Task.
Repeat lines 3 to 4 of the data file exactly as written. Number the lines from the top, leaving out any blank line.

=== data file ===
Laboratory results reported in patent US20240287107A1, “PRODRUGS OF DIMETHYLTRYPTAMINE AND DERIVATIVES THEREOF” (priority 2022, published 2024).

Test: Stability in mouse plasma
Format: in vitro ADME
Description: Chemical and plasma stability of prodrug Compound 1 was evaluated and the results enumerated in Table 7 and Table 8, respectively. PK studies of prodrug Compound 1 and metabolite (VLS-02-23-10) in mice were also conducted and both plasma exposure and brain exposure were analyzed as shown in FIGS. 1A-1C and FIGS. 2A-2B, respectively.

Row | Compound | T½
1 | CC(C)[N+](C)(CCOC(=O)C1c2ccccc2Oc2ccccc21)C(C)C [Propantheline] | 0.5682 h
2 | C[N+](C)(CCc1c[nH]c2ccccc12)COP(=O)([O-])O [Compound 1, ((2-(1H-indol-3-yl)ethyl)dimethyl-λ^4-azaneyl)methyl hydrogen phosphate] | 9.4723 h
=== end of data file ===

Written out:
Format: in vitro ADME
Description: Chemical and plasma stability of prodrug Compound 1 was evaluated and the results enumerated in Table 7 and Table 8, respectively. PK studies of prodrug Compound 1 and metabolite (VLS-02-23-10) in mice were also conducted and both plasma exposure and brain exposure were analyzed as shown in FIGS. 1A-1C and FIGS. 2A-2B, respectively.